Bob Dylan: Still Legal

The Secret Service paid a visit to some high-school students who were planning to read aloud the lyrics to Bob Dylan’s “Masters Of War,” the final verse of which was construed by some students and parents as a threat to the President:

And I hope that you die
And your death’ll come soon
I will follow your casket
In the pale afternoon
And I’ll watch while you’re lowered
Down to your deathbed
And I’ll stand o’er your grave
‘Til I’m sure that you’re dead

Fortunately, the agents didn’t take the episode very seriously and concluded there was no threat to the President. This is reminiscent of a visit received by a Live Journal user who posted something inflammatory about Bush. It seems that the right wing has discovered how much trouble even a ridiculously innocuous accusation can cause.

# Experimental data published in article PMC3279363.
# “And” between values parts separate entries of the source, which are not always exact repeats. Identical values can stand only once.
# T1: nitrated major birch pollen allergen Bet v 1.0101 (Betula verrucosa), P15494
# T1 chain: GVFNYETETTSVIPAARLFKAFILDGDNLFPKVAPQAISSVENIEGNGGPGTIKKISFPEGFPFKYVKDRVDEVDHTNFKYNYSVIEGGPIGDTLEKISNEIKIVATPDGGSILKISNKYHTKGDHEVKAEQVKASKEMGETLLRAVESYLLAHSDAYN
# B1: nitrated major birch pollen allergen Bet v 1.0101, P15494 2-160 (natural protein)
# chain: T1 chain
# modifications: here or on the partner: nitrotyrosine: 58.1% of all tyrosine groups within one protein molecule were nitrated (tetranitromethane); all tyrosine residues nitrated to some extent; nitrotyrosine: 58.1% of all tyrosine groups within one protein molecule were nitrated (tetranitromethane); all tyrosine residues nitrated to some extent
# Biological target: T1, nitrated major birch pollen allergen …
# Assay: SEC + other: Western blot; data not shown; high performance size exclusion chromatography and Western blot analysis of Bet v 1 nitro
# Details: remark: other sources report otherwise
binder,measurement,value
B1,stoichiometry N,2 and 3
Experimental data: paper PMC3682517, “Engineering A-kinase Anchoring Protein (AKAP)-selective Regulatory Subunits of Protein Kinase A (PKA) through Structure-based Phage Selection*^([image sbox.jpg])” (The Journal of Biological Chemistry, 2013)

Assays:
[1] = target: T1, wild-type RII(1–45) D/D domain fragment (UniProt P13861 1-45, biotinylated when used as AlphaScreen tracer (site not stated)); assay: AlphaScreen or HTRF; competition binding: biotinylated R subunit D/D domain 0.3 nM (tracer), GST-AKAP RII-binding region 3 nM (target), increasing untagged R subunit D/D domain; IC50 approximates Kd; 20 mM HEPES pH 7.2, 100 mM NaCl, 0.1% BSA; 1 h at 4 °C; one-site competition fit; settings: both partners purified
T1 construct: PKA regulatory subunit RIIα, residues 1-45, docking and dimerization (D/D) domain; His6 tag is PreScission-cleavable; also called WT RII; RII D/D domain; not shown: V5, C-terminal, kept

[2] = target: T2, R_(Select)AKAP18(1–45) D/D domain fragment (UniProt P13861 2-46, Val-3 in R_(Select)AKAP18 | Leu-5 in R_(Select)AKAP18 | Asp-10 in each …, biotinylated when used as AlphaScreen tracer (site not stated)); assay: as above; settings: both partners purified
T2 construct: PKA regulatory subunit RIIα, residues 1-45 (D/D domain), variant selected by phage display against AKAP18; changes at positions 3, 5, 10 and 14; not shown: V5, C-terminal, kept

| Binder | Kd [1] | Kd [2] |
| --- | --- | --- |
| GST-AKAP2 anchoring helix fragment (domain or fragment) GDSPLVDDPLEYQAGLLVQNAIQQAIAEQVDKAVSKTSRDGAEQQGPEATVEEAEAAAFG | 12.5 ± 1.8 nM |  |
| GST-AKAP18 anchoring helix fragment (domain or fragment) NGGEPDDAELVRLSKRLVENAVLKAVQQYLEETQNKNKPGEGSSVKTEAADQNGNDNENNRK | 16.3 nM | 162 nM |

The song was originally released in May, 1963, and within six months had been outpaced by events. Dylan sang it during the first Gulf War on the Grammy Awards telecast, unforgivably slurring the lyrics so badly that almost no one knew that he was making a statement. (At this same appearance he made an unforgettably bizarre acceptance speech after receiving the Lifetime Achievement award from Jack Nicholson.) I’ve been thinking about reviving Willie Dixon’s “Dead Presidents” (also released in 1963, and also drifting into obscurity after the JFK assassination) in my live show, but perhaps I should be careful?

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